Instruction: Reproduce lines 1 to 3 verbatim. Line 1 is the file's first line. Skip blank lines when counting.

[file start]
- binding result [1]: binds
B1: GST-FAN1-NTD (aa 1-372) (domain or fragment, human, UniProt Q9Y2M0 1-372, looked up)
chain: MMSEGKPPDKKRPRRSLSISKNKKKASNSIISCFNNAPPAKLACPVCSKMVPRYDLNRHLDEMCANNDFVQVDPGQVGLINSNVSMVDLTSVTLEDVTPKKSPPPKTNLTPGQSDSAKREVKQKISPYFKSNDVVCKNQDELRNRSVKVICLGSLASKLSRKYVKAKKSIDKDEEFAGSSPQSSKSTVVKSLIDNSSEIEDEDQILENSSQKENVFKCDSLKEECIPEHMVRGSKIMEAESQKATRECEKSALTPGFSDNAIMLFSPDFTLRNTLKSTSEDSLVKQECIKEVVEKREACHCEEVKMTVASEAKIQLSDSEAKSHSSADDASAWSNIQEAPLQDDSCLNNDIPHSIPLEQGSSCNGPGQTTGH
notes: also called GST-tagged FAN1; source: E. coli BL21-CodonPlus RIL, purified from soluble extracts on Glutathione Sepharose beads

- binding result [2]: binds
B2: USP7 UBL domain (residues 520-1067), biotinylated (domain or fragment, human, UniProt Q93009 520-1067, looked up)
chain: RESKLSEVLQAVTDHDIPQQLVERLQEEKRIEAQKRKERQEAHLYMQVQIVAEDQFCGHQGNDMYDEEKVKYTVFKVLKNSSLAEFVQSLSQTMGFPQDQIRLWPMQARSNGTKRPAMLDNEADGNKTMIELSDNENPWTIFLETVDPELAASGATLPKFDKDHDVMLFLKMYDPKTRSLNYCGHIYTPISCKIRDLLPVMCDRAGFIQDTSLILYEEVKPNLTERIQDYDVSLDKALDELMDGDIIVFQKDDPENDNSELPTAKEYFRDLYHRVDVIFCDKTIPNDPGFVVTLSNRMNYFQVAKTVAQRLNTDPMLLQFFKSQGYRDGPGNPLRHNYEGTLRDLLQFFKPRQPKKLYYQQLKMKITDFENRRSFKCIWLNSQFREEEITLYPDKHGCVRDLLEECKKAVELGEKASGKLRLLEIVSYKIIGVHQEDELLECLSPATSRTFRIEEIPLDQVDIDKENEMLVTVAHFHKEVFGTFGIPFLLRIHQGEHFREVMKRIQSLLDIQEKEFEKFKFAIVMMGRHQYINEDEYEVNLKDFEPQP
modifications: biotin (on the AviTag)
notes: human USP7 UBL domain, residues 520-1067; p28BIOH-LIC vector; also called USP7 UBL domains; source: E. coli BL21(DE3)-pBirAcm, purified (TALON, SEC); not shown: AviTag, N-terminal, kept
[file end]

- binding result [1]: binds
B1: GST-FAN1-NTD (aa 1-372) (domain or fragment, human, UniProt Q9Y2M0 1-372, looked up)
chain: MMSEGKPPDKKRPRRSLSISKNKKKASNSIISCFNNAPPAKLACPVCSKMVPRYDLNRHLDEMCANNDFVQVDPGQVGLINSNVSMVDLTSVTLEDVTPKKSPPPKTNLTPGQSDSAKREVKQKISPYFKSNDVVCKNQDELRNRSVKVICLGSLASKLSRKYVKAKKSIDKDEEFAGSSPQSSKSTVVKSLIDNSSEIEDEDQILENSSQKENVFKCDSLKEECIPEHMVRGSKIMEAESQKATRECEKSALTPGFSDNAIMLFSPDFTLRNTLKSTSEDSLVKQECIKEVVEKREACHCEEVKMTVASEAKIQLSDSEAKSHSSADDASAWSNIQEAPLQDDSCLNNDIPHSIPLEQGSSCNGPGQTTGH